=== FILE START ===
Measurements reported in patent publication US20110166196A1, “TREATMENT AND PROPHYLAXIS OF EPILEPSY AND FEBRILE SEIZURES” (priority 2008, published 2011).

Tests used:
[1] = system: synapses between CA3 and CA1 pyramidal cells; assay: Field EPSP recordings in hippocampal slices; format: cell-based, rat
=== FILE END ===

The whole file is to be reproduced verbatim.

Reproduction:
Measurements reported in patent publication US20110166196A1, “TREATMENT AND PROPHYLAXIS OF EPILEPSY AND FEBRILE SEIZURES” (priority 2008, published 2011).

Tests used:
[1] = system: synapses between CA3 and CA1 pyramidal cells; assay: Field EPSP recordings in hippocampal slices; format: cell-based, rat